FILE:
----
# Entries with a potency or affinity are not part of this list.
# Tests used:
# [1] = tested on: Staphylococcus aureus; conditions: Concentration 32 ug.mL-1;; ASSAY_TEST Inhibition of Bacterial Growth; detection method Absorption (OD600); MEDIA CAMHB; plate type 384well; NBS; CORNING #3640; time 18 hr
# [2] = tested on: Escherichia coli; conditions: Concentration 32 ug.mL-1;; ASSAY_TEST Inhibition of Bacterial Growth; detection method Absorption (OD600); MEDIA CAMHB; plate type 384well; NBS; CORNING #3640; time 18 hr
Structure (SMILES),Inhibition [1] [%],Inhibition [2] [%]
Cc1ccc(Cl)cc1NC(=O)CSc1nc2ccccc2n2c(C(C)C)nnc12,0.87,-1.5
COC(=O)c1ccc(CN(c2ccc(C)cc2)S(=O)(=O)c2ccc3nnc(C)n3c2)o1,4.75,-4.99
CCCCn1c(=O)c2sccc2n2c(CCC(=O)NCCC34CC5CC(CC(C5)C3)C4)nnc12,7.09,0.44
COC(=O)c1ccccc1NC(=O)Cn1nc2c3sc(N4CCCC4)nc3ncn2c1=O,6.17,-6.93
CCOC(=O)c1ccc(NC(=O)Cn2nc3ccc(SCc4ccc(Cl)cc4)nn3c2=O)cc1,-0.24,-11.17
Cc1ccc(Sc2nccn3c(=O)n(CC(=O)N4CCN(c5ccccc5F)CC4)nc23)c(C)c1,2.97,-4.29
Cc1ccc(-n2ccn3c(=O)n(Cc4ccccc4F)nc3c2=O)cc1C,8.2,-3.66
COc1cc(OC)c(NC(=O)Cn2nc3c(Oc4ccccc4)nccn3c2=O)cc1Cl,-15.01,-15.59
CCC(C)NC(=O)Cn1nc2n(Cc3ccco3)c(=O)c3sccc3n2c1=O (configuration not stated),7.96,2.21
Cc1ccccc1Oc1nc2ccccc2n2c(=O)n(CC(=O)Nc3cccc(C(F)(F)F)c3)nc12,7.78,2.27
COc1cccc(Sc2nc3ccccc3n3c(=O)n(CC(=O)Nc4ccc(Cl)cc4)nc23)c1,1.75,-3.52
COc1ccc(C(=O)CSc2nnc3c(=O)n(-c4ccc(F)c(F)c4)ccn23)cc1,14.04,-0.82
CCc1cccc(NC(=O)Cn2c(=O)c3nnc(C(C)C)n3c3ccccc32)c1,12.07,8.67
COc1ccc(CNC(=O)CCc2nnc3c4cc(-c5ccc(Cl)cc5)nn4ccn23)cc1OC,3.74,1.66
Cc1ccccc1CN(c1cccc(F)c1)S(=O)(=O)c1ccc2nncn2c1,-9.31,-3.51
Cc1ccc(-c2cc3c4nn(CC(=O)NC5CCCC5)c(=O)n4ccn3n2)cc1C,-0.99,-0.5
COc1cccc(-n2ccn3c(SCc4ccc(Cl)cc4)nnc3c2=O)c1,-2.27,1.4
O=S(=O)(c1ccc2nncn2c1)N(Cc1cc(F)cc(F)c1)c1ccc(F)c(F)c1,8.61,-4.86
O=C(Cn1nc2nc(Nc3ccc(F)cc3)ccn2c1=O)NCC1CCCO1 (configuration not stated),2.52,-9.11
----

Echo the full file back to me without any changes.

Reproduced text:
# Entries with a potency or affinity are not part of this list.
# Tests used:
# [1] = tested on: Staphylococcus aureus; conditions: Concentration 32 ug.mL-1;; ASSAY_TEST Inhibition of Bacterial Growth; detection method Absorption (OD600); MEDIA CAMHB; plate type 384well; NBS; CORNING #3640; time 18 hr
# [2] = tested on: Escherichia coli; conditions: Concentration 32 ug.mL-1;; ASSAY_TEST Inhibition of Bacterial Growth; detection method Absorption (OD600); MEDIA CAMHB; plate type 384well; NBS; CORNING #3640; time 18 hr
Structure (SMILES),Inhibition [1] [%],Inhibition [2] [%]
Cc1ccc(Cl)cc1NC(=O)CSc1nc2ccccc2n2c(C(C)C)nnc12,0.87,-1.5
COC(=O)c1ccc(CN(c2ccc(C)cc2)S(=O)(=O)c2ccc3nnc(C)n3c2)o1,4.75,-4.99
CCCCn1c(=O)c2sccc2n2c(CCC(=O)NCCC34CC5CC(CC(C5)C3)C4)nnc12,7.09,0.44
COC(=O)c1ccccc1NC(=O)Cn1nc2c3sc(N4CCCC4)nc3ncn2c1=O,6.17,-6.93
CCOC(=O)c1ccc(NC(=O)Cn2nc3ccc(SCc4ccc(Cl)cc4)nn3c2=O)cc1,-0.24,-11.17
Cc1ccc(Sc2nccn3c(=O)n(CC(=O)N4CCN(c5ccccc5F)CC4)nc23)c(C)c1,2.97,-4.29
Cc1ccc(-n2ccn3c(=O)n(Cc4ccccc4F)nc3c2=O)cc1C,8.2,-3.66
COc1cc(OC)c(NC(=O)Cn2nc3c(Oc4ccccc4)nccn3c2=O)cc1Cl,-15.01,-15.59
CCC(C)NC(=O)Cn1nc2n(Cc3ccco3)c(=O)c3sccc3n2c1=O (configuration not stated),7.96,2.21
Cc1ccccc1Oc1nc2ccccc2n2c(=O)n(CC(=O)Nc3cccc(C(F)(F)F)c3)nc12,7.78,2.27
COc1cccc(Sc2nc3ccccc3n3c(=O)n(CC(=O)Nc4ccc(Cl)cc4)nc23)c1,1.75,-3.52
COc1ccc(C(=O)CSc2nnc3c(=O)n(-c4ccc(F)c(F)c4)ccn23)cc1,14.04,-0.82
CCc1cccc(NC(=O)Cn2c(=O)c3nnc(C(C)C)n3c3ccccc32)c1,12.07,8.67
COc1ccc(CNC(=O)CCc2nnc3c4cc(-c5ccc(Cl)cc5)nn4ccn23)cc1OC,3.74,1.66
Cc1ccccc1CN(c1cccc(F)c1)S(=O)(=O)c1ccc2nncn2c1,-9.31,-3.51
Cc1ccc(-c2cc3c4nn(CC(=O)NC5CCCC5)c(=O)n4ccn3n2)cc1C,-0.99,-0.5
COc1cccc(-n2ccn3c(SCc4ccc(Cl)cc4)nnc3c2=O)c1,-2.27,1.4
O=S(=O)(c1ccc2nncn2c1)N(Cc1cc(F)cc(F)c1)c1ccc(F)c(F)c1,8.61,-4.86
O=C(Cn1nc2nc(Nc3ccc(F)cc3)ccn2c1=O)NCC1CCCO1 (configuration not stated),2.52,-9.11